Ginseng Supplements and Heart Health: A Study on Benefits and Ideal Dosage

Jim Crocker
7th July, 2024

Ginseng Supplements and Heart Health: A Study on Benefits and Ideal Dosage

Image Source: Natural Science News, 2024

Key Findings

  • Researchers from Golestan University of Medical Sciences reviewed studies to evaluate ginseng's effect on heart disease risk factors
  • The review focused on lipid profiles, blood sugar control, body measurements, inflammation, blood pressure, oxidative stress, liver function, and heart rate
  • The study aims to determine if ginseng can be a natural supplement to existing heart disease treatments by modifying these risk factors
Heart diseases are a major global health issue, particularly prevalent among adults consuming Westernized diets. Cardiovascular diseases (CVDs) are characterized by disruptions in blood circulation and are influenced by various risk factors. A recent systematic review conducted by researchers from Golestan University of Medical Sciences aims to evaluate the efficacy of ginseng, a medicinal plant with a long history of use, in modifying several risk factors for CVD[1]. The study will focus on various parameters including lipid profiles, glycemic control, anthropometric indices, inflammation indicators, blood pressure, oxidative stress, liver function tests, adipokines, and heart rate among individuals aged 18 and above. To achieve this, the researchers will conduct an electronic search for articles published up to September 2023 from databases like PubMed, Scopus, Web of Science, CENTRAL, and EMBASE. The search will be limited to randomized controlled clinical trials involving both healthy and unhealthy participants. The quality of these studies will be assessed using the Cochrane risk of bias tool, with any discrepancies resolved through discussion with a third party. If enough eligible studies are found, a meta-analysis will be conducted. The significance of this study lies in its potential to provide a comprehensive evaluation of ginseng's role in modifying CVD risk factors, which could offer a natural adjunct to existing medical treatments. Previous studies have highlighted the importance of addressing variable cardiovascular risk factors for better prevention of CVDs. For instance, a narrative review emphasized the need for simple, practical guidelines for cardiovascular prevention tailored to national, cultural, and socioeconomic contexts[2]. This aligns well with the current study's aim to provide a thorough evaluation of ginseng, potentially offering a natural and culturally acceptable means of managing CVD risk factors. Additionally, the new study builds on existing knowledge about the pathogenesis and progression of CVDs, which are predominantly of atherosclerotic origin. Atherosclerosis leads to various cardiovascular complications such as coronary artery disease, cerebrovascular disease, and peripheral vascular disease[3]. The identification and management of risk factors like hyperlipidemia, hypertension, diabetes, obesity, smoking, and lack of physical activity are crucial in reducing the global burden of CVDs. The current study's focus on lipid profiles, glycemic control, and other related parameters is particularly relevant in this context. Moreover, the study’s approach to evaluating inflammation indicators and oxidative stress is noteworthy. Previous research has shown that acute infections can exacerbate cardiovascular inflammation, increasing the risk of complications. For example, a study demonstrated that lipopolysaccharide, a component derived from Gram-negative bacteria, can activate neutrophils, leading to increased inflammation and atherosclerosis in hypercholesterolemic mice[4]. By assessing ginseng's impact on inflammation and oxidative stress, the current study could provide insights into natural methods of mitigating such inflammatory responses, thereby reducing CVD risk. The systematic review by Golestan University of Medical Sciences is a significant step towards understanding the potential benefits of ginseng in cardiovascular health. By focusing on a wide range of risk factors and employing rigorous methods to evaluate existing research, the study aims to provide a comprehensive assessment of ginseng's efficacy. This could lead to the development of new, natural strategies for managing CVD risk factors, complementing existing medical treatments and potentially reducing the global burden of cardiovascular diseases.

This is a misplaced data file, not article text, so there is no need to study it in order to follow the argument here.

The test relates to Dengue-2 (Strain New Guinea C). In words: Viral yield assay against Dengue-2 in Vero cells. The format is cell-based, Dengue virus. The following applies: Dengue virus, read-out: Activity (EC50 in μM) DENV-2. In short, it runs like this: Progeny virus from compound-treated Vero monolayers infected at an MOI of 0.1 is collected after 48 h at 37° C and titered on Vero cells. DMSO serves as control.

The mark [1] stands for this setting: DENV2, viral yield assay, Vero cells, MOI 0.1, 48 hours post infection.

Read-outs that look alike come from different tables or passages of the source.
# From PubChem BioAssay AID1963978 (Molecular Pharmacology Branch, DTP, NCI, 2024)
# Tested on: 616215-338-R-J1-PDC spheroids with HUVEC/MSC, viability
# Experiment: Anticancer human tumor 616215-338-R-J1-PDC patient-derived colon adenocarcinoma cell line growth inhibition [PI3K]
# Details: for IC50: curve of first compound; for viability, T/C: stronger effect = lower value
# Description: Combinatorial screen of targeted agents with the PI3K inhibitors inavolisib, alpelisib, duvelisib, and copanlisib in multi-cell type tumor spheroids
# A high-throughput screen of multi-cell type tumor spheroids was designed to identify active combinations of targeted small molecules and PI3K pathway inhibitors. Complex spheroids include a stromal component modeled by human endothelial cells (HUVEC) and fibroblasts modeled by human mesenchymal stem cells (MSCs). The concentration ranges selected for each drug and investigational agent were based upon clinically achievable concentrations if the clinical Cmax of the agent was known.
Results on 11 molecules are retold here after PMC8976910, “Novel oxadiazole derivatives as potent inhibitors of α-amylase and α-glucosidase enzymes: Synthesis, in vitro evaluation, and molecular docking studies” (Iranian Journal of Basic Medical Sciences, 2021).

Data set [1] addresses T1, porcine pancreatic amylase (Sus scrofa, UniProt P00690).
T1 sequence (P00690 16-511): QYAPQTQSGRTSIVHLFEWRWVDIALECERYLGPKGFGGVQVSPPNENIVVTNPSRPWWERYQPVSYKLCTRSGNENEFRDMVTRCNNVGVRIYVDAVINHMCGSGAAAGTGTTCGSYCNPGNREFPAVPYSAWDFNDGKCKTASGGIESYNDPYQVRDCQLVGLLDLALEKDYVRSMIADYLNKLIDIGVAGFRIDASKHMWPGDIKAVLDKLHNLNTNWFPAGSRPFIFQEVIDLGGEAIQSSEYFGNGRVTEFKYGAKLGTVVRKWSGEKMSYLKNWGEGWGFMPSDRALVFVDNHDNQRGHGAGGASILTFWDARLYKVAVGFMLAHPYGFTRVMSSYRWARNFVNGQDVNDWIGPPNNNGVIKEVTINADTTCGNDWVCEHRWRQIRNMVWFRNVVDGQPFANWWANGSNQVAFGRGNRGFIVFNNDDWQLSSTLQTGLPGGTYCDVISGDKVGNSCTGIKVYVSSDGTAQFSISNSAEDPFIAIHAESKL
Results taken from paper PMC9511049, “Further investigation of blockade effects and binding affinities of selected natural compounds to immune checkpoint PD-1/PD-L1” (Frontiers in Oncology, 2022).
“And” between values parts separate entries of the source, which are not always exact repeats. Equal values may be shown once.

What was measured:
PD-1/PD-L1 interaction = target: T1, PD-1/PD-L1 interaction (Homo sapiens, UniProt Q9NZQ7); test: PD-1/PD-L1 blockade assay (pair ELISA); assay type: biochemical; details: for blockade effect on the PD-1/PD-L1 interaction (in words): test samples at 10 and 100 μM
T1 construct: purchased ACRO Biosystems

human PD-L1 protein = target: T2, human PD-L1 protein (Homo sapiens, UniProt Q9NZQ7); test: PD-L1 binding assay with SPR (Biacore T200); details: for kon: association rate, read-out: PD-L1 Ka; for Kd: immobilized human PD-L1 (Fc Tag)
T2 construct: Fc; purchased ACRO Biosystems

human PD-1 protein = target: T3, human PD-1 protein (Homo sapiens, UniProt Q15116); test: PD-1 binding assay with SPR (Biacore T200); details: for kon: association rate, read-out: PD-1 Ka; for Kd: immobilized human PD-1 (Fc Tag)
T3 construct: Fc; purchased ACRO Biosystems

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References

Main Study

1) Ginseng supplementation and cardiovascular disease risk factors: a protocol for GRADE-assessed systematic review and dose-response meta-analysis.

Published 5th July, 2024

https://doi.org/10.1136/bmjopen-2023-080926


Related Studies

2) Management of Measurable Variable Cardiovascular Disease' Risk Factors.

https://doi.org/10.2174/1573403X14666180222102312


3) A Brief Review of Cardiovascular Diseases, Associated Risk Factors and Current Treatment Regimes.

https://doi.org/10.2174/1381612825666190925163827


4) Endotoxinemia Accelerates Atherosclerosis Through Electrostatic Charge-Mediated Monocyte Adhesion.

https://doi.org/10.1161/CIRCULATIONAHA.120.046677



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